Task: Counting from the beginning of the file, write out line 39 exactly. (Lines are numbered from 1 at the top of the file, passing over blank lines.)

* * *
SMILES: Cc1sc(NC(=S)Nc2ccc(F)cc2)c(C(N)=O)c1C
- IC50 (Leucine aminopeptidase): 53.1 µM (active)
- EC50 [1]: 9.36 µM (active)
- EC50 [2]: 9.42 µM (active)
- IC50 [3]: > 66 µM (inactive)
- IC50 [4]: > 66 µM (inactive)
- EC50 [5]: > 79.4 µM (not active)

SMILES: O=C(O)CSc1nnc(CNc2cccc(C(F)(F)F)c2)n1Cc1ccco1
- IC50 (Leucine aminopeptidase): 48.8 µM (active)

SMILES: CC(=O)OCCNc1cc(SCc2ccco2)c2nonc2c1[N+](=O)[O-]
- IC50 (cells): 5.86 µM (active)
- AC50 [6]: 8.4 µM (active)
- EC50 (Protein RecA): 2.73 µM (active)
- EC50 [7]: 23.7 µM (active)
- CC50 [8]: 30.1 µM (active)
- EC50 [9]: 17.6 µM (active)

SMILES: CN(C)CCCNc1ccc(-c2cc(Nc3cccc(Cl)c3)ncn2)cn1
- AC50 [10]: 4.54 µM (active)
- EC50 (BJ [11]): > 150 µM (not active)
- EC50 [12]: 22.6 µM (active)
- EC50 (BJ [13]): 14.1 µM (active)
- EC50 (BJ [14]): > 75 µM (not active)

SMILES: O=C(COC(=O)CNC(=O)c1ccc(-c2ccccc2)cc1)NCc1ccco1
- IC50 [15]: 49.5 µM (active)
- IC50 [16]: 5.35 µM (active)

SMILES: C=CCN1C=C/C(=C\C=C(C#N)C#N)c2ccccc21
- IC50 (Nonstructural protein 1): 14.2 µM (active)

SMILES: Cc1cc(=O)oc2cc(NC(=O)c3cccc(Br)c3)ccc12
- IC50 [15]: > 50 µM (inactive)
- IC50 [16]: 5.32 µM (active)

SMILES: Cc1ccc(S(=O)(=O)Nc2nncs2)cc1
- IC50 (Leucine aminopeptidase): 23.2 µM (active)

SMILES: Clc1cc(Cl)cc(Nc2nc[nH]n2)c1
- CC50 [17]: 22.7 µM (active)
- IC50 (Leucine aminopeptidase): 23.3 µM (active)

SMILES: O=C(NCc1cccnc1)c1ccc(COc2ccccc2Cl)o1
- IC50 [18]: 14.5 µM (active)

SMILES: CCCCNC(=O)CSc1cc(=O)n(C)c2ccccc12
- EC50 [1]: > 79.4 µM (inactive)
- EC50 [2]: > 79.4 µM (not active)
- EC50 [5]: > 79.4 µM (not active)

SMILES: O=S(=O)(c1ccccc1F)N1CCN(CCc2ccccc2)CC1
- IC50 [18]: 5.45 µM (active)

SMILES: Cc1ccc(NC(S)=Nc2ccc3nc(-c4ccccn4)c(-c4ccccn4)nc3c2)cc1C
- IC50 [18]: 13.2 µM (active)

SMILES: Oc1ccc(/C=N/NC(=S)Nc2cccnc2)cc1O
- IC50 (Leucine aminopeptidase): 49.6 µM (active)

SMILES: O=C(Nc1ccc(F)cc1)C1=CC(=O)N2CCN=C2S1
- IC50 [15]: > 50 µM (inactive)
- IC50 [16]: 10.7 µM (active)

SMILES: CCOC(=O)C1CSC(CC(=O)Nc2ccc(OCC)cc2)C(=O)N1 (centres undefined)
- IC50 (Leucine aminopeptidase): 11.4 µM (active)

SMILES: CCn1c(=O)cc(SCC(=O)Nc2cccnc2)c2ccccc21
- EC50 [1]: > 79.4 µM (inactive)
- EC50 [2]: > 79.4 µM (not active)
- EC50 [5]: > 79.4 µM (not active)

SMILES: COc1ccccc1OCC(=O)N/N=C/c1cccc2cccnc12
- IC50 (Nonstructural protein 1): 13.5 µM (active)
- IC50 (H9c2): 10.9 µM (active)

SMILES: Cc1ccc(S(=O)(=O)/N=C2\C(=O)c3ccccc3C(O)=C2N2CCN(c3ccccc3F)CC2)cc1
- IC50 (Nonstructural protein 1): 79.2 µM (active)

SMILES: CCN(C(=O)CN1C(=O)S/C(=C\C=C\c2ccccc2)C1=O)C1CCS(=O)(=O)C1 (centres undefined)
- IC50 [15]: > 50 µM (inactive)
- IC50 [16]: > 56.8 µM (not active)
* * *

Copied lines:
- EC50 [1]: > 79.4 µM (inactive)